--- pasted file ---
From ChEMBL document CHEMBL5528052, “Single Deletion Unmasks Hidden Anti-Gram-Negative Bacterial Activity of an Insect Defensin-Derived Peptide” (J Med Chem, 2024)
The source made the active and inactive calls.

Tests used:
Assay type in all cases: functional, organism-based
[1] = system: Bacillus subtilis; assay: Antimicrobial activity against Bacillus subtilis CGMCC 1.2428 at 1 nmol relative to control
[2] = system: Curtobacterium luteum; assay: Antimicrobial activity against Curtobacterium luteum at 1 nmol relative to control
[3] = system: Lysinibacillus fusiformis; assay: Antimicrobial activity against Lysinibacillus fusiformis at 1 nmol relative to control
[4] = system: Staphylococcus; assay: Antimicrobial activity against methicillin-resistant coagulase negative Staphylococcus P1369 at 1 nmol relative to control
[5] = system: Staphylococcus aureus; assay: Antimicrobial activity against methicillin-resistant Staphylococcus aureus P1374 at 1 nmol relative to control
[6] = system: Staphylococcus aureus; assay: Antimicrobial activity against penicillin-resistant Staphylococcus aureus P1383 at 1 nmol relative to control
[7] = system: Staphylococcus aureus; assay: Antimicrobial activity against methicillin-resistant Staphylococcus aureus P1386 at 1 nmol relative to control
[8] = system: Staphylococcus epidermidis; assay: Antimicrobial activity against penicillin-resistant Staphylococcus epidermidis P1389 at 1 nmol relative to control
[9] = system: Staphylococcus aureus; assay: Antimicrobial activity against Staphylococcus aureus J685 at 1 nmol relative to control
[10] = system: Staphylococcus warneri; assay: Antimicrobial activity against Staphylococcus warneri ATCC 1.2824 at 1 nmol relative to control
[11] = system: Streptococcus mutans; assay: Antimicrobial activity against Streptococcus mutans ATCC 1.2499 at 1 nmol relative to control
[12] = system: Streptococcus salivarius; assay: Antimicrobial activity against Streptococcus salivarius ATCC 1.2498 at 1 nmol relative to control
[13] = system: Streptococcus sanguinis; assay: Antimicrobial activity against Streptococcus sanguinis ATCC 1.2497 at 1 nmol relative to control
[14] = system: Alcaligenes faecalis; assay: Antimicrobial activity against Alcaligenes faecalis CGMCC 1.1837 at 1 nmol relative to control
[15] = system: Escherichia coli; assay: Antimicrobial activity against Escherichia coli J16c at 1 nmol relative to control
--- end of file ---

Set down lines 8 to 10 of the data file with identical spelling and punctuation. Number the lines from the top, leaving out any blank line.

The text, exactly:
[4] = system: Staphylococcus; assay: Antimicrobial activity against methicillin-resistant coagulase negative Staphylococcus P1369 at 1 nmol relative to control
[5] = system: Staphylococcus aureus; assay: Antimicrobial activity against methicillin-resistant Staphylococcus aureus P1374 at 1 nmol relative to control
[6] = system: Staphylococcus aureus; assay: Antimicrobial activity against penicillin-resistant Staphylococcus aureus P1383 at 1 nmol relative to control